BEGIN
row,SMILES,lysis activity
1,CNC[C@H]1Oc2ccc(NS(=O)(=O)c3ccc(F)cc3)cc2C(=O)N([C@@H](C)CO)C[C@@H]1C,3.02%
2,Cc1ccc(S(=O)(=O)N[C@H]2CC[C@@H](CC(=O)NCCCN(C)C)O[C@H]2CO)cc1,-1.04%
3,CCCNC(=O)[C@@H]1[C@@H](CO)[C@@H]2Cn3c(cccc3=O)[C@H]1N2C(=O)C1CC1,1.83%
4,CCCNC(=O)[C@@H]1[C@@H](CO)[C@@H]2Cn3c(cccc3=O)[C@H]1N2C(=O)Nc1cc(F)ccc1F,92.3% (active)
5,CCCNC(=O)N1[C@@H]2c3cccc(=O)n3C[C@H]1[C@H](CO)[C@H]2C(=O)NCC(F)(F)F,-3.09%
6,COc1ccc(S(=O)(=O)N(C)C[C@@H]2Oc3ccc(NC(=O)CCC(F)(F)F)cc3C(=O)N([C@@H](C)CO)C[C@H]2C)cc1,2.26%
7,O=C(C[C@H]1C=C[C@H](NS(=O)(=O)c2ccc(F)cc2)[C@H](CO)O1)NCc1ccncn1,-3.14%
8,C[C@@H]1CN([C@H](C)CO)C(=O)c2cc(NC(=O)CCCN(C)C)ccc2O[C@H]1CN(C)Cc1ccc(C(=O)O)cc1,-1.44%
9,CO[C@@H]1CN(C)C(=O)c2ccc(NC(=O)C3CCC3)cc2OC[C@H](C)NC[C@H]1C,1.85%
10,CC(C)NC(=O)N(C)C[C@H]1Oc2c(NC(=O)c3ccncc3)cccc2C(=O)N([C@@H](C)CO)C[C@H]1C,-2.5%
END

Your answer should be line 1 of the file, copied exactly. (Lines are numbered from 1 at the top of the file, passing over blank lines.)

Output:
row,SMILES,lysis activity